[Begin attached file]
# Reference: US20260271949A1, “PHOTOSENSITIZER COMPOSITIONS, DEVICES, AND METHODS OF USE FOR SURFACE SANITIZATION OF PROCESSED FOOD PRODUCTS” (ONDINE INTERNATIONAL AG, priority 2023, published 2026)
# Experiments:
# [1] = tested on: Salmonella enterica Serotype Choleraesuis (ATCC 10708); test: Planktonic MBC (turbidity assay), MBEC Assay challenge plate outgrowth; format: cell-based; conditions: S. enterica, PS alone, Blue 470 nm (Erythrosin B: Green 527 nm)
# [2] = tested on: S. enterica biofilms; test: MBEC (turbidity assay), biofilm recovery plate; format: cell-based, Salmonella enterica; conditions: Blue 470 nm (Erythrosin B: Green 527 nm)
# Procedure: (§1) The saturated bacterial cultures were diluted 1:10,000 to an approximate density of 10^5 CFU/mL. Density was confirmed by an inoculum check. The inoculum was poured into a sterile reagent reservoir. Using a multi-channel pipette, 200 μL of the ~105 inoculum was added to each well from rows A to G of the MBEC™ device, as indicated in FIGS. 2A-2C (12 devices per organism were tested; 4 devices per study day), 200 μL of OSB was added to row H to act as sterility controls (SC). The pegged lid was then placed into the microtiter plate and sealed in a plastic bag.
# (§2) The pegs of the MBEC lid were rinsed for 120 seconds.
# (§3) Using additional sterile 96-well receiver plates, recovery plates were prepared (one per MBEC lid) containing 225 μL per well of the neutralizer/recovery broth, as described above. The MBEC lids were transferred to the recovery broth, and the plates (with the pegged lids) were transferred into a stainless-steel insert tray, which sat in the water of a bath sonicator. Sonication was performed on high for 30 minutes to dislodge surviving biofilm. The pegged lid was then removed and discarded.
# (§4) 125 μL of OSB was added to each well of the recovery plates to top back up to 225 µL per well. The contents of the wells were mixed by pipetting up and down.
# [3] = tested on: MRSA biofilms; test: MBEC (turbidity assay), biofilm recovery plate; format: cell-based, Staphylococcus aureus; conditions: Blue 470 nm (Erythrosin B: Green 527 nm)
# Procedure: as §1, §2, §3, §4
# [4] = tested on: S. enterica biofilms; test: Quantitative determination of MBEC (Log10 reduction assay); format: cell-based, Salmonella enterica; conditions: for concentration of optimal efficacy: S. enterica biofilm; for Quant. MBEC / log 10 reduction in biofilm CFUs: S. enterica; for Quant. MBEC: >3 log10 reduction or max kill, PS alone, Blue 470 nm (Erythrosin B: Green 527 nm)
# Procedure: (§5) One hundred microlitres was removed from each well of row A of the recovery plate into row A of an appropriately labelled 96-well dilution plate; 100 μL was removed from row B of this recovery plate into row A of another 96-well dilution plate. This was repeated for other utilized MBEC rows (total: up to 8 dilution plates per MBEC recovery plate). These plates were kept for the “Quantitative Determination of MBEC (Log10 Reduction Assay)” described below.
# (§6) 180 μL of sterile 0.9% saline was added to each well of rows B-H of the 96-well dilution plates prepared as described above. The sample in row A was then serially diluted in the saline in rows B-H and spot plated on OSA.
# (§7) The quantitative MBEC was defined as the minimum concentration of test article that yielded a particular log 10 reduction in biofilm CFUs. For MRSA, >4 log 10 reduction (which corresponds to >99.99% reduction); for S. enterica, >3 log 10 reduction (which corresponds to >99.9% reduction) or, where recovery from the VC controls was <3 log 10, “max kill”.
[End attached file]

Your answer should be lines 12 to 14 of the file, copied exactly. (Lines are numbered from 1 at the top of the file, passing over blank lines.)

# Procedure: (§5) One hundred microlitres was removed from each well of row A of the recovery plate into row A of an appropriately labelled 96-well dilution plate; 100 μL was removed from row B of this recovery plate into row A of another 96-well dilution plate. This was repeated for other utilized MBEC rows (total: up to 8 dilution plates per MBEC recovery plate). These plates were kept for the “Quantitative Determination of MBEC (Log10 Reduction Assay)” described below.
# (§6) 180 μL of sterile 0.9% saline was added to each well of rows B-H of the 96-well dilution plates prepared as described above. The sample in row A was then serially diluted in the saline in rows B-H and spot plated on OSA.
# (§7) The quantitative MBEC was defined as the minimum concentration of test article that yielded a particular log 10 reduction in biofilm CFUs. For MRSA, >4 log 10 reduction (which corresponds to >99.99% reduction); for S. enterica, >3 log 10 reduction (which corresponds to >99.9% reduction) or, where recovery from the VC controls was <3 log 10, “max kill”.